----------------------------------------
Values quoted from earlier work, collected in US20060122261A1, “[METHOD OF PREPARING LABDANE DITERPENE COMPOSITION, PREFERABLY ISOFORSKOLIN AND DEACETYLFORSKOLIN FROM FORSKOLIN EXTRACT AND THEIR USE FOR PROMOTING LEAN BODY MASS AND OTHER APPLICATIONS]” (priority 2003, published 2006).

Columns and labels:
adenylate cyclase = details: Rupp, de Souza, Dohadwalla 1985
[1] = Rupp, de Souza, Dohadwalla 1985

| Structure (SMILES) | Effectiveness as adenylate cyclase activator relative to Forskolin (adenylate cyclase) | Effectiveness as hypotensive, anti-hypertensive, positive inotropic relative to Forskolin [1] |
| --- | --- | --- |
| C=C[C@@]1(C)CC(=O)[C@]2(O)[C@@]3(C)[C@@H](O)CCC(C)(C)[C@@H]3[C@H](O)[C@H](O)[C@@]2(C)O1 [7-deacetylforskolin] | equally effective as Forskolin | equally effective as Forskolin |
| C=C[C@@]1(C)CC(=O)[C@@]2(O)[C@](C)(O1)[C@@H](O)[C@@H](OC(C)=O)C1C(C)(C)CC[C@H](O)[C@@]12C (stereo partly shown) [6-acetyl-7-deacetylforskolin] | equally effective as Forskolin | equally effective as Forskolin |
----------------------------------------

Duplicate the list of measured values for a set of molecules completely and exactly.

Values quoted from earlier work, collected in US20060122261A1, “[METHOD OF PREPARING LABDANE DITERPENE COMPOSITION, PREFERABLY ISOFORSKOLIN AND DEACETYLFORSKOLIN FROM FORSKOLIN EXTRACT AND THEIR USE FOR PROMOTING LEAN BODY MASS AND OTHER APPLICATIONS]” (priority 2003, published 2006).

Columns and labels:
adenylate cyclase = details: Rupp, de Souza, Dohadwalla 1985
[1] = Rupp, de Souza, Dohadwalla 1985

| Structure (SMILES) | Effectiveness as adenylate cyclase activator relative to Forskolin (adenylate cyclase) | Effectiveness as hypotensive, anti-hypertensive, positive inotropic relative to Forskolin [1] |
| --- | --- | --- |
| C=C[C@@]1(C)CC(=O)[C@]2(O)[C@@]3(C)[C@@H](O)CCC(C)(C)[C@@H]3[C@H](O)[C@H](O)[C@@]2(C)O1 [7-deacetylforskolin] | equally effective as Forskolin | equally effective as Forskolin |
| C=C[C@@]1(C)CC(=O)[C@@]2(O)[C@](C)(O1)[C@@H](O)[C@@H](OC(C)=O)C1C(C)(C)CC[C@H](O)[C@@]12C (stereo partly shown) [6-acetyl-7-deacetylforskolin] | equally effective as Forskolin | equally effective as Forskolin |